New York City Community Gardens Cultivating Local Resilience Post-Sandy

The Presentation inside:

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Joana Chan, Bryce dubois & Keith Tidball AAG Presentation- april 9, 2014 New York City Community Gardens Cultivating Local Resilience Post-Sandy Photo: Hip Hop Community Garden

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Community Gardens Photo: Campos Community Garden, Map: Five Borough Farm Community gardens are Spaces where groups of people cultivate edible & ornamental plants Diverse in form & composition Community-driven stewardship NYC Community Gardens Over 600 gardens

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Community Gardens History Poster: National Archives Communal gardens served as buffers during times of crisis (Bassett 1979) a. Great Depression: WPA Garden b. WWII: Victory Gardens c. Urban Decline of 1970s- Community Gardens

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NYC Hurricane Sandy Photo: Boardwalk Garden (T), Campos Garden (B) Map adapted from Frantz (2012)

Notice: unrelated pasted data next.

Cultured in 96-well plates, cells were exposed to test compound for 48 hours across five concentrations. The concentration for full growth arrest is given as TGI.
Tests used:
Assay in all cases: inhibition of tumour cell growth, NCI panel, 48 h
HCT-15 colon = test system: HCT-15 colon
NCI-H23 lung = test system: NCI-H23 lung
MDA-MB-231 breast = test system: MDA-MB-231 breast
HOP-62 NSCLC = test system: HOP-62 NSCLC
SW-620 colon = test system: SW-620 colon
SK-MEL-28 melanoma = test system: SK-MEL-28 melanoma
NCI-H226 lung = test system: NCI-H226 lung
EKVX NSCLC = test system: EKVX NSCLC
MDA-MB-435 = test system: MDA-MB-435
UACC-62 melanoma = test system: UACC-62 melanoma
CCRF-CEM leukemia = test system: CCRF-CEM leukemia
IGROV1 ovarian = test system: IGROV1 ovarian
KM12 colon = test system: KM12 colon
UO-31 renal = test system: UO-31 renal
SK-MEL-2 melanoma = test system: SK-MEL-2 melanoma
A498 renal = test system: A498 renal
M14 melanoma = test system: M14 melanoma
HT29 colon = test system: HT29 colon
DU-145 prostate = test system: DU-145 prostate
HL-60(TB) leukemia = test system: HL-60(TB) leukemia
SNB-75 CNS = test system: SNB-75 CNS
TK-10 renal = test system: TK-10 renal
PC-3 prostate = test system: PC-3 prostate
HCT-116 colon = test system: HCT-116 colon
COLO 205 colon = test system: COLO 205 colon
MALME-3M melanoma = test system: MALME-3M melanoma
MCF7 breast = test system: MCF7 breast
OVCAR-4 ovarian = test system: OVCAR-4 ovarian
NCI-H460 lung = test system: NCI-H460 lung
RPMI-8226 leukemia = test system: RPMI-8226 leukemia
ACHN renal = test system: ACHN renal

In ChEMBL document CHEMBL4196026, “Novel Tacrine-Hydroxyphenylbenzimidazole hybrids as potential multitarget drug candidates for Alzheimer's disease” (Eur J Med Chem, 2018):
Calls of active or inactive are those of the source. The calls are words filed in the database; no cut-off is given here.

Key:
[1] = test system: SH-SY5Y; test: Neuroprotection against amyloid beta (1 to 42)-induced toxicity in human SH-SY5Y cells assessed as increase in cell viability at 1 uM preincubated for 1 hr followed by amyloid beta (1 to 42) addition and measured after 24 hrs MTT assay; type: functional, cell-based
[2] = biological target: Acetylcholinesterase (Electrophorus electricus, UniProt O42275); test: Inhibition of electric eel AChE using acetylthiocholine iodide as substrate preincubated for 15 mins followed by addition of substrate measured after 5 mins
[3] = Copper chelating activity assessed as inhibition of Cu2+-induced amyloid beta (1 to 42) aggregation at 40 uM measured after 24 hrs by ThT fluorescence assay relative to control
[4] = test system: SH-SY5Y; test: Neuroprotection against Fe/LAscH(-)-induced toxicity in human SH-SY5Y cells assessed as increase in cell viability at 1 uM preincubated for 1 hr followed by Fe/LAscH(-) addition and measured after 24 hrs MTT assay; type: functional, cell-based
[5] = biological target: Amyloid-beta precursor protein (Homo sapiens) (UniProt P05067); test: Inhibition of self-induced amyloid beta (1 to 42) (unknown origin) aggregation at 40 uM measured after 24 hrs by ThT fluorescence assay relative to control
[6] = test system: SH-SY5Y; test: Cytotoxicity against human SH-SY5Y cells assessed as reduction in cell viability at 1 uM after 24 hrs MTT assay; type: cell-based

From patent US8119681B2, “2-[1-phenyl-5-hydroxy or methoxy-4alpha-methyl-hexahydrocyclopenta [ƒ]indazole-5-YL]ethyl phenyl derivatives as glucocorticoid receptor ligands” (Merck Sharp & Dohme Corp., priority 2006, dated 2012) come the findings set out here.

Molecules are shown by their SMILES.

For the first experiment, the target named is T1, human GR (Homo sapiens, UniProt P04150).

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Research Question What role have community gardens played in the resilience and recovery of New York City’s coastal “red zone” communities after Hurricane Sandy?

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Literature Review Social-ecological Resilience Capacity to buffer disturbances, renew & reorganize in response to change (Tidball & Krasny, 2014) Factors for fostering resilience during change (Folke et al. 2002) Learning to live with change & uncertainty Nurturing diversity (biological & cultural) Combining knowledge for learning Creating opportunities for self-organization Civic Ecology Practice Self-organized stewardship initiatives (Krasny & Tidball, 2012) Post-Disaster Greening Social mechanisms of adaptation and transformation (Tidball, 2014) Community gardening provides cognitive, emotional & community benefits (Okvat & Zautra, 2013)

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Case Study Sites Map adapted from Keefe, Melendez & Ma (2012) 5 Coastal Community Gardens Campos Community Garden (Lower East Side, Manhattan) Boardwalk Community Garden (Coney Island, Brooklyn) Hip Hop Community Garden (Arverne, Queens) Beach 91st Garden (Rockaway Beach, Queens) Smith Brothers Memorial Garden (Rockaway Beach, Queens)